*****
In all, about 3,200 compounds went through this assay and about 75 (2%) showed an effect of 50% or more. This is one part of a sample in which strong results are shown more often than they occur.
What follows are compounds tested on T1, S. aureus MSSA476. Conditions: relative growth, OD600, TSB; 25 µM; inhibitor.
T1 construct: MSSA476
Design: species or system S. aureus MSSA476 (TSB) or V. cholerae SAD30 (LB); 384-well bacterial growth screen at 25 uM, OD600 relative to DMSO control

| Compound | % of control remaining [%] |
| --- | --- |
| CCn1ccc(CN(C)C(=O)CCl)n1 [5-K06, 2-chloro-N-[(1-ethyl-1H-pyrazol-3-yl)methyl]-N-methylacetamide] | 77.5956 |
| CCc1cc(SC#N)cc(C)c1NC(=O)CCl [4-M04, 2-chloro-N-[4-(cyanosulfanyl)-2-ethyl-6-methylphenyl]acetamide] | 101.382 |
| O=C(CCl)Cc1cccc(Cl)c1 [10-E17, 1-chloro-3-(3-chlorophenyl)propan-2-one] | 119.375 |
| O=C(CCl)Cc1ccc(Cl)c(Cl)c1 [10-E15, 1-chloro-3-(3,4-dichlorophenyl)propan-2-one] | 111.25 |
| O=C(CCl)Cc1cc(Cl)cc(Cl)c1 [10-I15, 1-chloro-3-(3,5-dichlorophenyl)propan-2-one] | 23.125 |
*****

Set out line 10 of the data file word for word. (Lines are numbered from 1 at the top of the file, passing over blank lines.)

| O=C(CCl)Cc1ccc(Cl)c(Cl)c1 [10-E15, 1-chloro-3-(3,4-dichlorophenyl)propan-2-one] | 111.25 |